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Friday, August 14, 2009

Sequel Or Stand Alone?

I finished editing the sequel to my young adult urban fantasy! As I did so the question of what to write next surfaced it's ugly head. I was hoping to hear back from the agent who is considering the first in the series before I delved into the third and final book. Why write the third if I haven't received representation for the first? Well, because I have no choice. The story has it's claws firmly embedded into my mind and will not let go. It must be finished. This got me to thinking about writing sequels.

Should you write a stand alone book or give in to the sequel that's been nagging at the back of your mind? Is there more than just the story to consider when thinking about writing a sequel? Yes to all of the above. What do agents and editors think about sequels? Will it help or hinder your book's chance of getting picked up and published? All good questions.

There is a lot more than just the story to consider when writing a sequel. But no wait, it's all about the story you say! True, and false. If the story compels you to write a sequel I say absolutely write it because if its hooked you that strongly chances are it will do so for readers as well. I always let my characters tell their story, and if they aren't done then I keep writing as long as the story is compelling. Once it's lost a certain amount of fire and interest, you've gone to far.

So will a sequel increase your chances of getting picked up, or make it harder? Consider this: agents pick your book up not only because they like it, but because they think they can sell it. The more you write, the more they can sell. Agents like a writer who continues to write! When an editor buys your book you're given an advance. If you promise them three books on that one advance then their chances of recouping it are three times as great! Trust me, its a big motivator for them if they can guarantee you'll sell enough for them to not only recover that, but make much more.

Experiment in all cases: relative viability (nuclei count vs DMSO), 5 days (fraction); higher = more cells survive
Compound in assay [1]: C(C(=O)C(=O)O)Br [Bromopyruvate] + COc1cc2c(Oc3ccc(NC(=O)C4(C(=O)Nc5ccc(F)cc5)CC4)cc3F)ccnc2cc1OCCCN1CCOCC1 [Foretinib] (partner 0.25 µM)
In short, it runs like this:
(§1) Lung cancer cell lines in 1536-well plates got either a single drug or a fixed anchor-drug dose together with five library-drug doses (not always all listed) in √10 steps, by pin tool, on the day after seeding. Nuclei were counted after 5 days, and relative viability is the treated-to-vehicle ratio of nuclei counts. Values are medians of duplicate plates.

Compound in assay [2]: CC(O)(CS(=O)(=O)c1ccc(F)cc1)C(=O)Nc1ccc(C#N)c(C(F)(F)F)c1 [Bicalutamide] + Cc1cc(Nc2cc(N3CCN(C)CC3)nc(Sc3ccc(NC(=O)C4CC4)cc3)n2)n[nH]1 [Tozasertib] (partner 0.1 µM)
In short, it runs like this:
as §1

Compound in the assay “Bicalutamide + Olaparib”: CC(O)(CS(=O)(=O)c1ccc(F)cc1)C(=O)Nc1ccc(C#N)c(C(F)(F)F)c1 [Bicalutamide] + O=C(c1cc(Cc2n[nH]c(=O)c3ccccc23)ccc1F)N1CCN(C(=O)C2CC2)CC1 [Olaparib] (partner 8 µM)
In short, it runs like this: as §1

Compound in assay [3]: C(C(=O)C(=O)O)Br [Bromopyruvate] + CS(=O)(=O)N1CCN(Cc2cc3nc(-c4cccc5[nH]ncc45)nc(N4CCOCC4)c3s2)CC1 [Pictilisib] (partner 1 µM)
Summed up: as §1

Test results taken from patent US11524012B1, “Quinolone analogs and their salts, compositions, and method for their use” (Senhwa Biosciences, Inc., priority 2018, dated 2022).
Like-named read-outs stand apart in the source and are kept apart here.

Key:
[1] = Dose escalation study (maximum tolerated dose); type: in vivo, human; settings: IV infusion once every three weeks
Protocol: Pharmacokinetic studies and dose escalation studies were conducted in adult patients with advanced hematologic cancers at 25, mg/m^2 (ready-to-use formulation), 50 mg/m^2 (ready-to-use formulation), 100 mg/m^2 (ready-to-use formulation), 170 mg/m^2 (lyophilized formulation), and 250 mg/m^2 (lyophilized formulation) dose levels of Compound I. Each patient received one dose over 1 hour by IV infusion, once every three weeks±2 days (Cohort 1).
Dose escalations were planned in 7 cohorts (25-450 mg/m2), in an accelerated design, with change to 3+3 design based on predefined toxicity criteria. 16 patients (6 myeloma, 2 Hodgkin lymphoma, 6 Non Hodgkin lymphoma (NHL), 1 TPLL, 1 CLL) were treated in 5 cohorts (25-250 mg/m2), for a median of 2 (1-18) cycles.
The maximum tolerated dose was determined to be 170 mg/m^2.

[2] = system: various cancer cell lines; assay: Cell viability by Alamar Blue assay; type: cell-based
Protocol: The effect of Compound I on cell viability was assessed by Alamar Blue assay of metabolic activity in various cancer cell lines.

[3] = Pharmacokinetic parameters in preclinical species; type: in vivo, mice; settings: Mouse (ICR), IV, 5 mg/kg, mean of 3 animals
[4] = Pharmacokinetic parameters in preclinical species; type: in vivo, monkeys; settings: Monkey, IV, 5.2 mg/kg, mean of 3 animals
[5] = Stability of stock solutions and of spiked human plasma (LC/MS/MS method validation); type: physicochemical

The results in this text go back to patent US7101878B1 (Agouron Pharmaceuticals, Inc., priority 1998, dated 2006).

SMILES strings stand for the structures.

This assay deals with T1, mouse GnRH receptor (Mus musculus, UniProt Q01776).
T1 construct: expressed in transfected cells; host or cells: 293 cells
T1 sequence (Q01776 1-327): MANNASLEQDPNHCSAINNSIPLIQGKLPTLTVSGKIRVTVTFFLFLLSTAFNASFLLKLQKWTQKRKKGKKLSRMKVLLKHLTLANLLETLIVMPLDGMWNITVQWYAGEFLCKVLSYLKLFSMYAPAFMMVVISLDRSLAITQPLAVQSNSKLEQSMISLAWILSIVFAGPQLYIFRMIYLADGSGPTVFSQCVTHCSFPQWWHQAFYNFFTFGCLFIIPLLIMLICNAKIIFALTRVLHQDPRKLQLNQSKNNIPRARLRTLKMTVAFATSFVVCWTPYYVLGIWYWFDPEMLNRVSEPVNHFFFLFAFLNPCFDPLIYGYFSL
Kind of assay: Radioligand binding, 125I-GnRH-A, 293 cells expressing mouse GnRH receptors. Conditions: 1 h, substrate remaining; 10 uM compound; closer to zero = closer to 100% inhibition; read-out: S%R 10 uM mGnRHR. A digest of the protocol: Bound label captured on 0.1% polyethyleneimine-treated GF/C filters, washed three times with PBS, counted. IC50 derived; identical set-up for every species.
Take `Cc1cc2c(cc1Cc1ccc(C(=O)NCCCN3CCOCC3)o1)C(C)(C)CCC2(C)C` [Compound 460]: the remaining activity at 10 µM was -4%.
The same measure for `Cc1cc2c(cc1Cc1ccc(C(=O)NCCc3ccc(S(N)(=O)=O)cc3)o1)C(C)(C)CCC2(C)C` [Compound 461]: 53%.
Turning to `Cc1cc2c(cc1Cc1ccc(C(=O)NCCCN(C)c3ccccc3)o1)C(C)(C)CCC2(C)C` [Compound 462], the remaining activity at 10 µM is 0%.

More books means more money for you and all involved, but they must be just as engaging or even more so than the first book. So what the heck did I mean by you should write a stand alone and a sequel? Your books should always be able to stand on their own, that way the publisher has a choice of whether or not to go ahead with it. You can leave a cliffhanger but try to wrap up enough of the elements of the story that the reader feels satisfied. In the sequel, assume the reader hasn't read the first book. This doesn't mean you have to constantly repeat things you wrote in the first book, just reference things now and then with thoughts or flashbacks (personally I'm not a fan of flashbacks though). Look at your own bookshelf. Pick out a series that you really liked, reread it. See how that writer does it. Anne McCaffery, Brian Herbert, Sara Douglass, and Margaret Wies & Tracy Hickman are all excellent examples of writers who really know how to write a great sequel that can stand on its own. Best of luck!

3 comments:

  1. Hey,
    The new site look's great!
    And as always, what you have to say is both informative and yet still fun to read. I also especially liked what you had to say about you being a writer "of all things fantasy." That rings a bell of truth for me, though I might say I'm a writer of all thing's Horrific (or perhaps some day merely dark, though you know my writing well enough to know I'm more than just dark at times *laugh*)
    Hoping for the best with your agents,
    Greg

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  2. Thanks for stopping by Greg! It's always great to hear from you, and especially thanks for the good wishes :)

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  3. Good topic for a post. "Agents like a writer who continues to write!"~ This is very true. An agent looks to represent a writers career. They gain little by publishing a single title.

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